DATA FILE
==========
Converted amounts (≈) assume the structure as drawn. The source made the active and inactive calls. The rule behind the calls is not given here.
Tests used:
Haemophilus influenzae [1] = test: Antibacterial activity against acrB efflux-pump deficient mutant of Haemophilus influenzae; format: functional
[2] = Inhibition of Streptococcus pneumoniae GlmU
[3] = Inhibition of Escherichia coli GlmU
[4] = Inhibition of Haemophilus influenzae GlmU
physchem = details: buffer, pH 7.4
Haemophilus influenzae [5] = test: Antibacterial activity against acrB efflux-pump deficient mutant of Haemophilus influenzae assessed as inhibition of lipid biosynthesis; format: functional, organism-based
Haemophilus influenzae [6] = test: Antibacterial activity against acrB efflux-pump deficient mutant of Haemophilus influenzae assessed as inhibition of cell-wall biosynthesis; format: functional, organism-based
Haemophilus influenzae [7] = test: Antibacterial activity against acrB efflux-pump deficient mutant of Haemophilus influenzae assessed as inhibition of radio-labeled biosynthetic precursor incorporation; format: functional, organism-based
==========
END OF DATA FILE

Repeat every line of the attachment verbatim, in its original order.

Converted amounts (≈) assume the structure as drawn. The source made the active and inactive calls. The rule behind the calls is not given here.
Tests used:
Haemophilus influenzae [1] = test: Antibacterial activity against acrB efflux-pump deficient mutant of Haemophilus influenzae; format: functional
[2] = Inhibition of Streptococcus pneumoniae GlmU
[3] = Inhibition of Escherichia coli GlmU
[4] = Inhibition of Haemophilus influenzae GlmU
physchem = details: buffer, pH 7.4
Haemophilus influenzae [5] = test: Antibacterial activity against acrB efflux-pump deficient mutant of Haemophilus influenzae assessed as inhibition of lipid biosynthesis; format: functional, organism-based
Haemophilus influenzae [6] = test: Antibacterial activity against acrB efflux-pump deficient mutant of Haemophilus influenzae assessed as inhibition of cell-wall biosynthesis; format: functional, organism-based
Haemophilus influenzae [7] = test: Antibacterial activity against acrB efflux-pump deficient mutant of Haemophilus influenzae assessed as inhibition of radio-labeled biosynthetic precursor incorporation; format: functional, organism-based